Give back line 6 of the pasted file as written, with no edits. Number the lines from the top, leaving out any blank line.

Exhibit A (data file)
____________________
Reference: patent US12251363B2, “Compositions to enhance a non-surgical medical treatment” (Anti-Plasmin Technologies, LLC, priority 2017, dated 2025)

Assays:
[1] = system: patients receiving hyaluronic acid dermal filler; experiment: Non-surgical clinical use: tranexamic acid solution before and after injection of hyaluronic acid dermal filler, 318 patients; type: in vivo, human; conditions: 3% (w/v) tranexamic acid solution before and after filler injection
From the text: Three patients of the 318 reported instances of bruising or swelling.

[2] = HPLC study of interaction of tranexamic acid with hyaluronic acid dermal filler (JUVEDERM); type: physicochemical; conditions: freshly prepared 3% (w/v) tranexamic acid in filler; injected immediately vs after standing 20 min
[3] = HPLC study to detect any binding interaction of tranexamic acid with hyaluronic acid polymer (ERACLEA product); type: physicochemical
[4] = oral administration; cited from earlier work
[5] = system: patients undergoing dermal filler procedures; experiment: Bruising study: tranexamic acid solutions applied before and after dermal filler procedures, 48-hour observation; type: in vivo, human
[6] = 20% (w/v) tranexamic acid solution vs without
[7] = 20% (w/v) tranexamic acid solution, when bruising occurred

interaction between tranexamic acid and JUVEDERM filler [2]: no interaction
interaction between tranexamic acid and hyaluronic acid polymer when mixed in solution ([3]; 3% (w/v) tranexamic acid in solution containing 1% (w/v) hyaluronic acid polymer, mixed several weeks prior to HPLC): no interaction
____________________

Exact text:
[3] = HPLC study to detect any binding interaction of tranexamic acid with hyaluronic acid polymer (ERACLEA product); type: physicochemical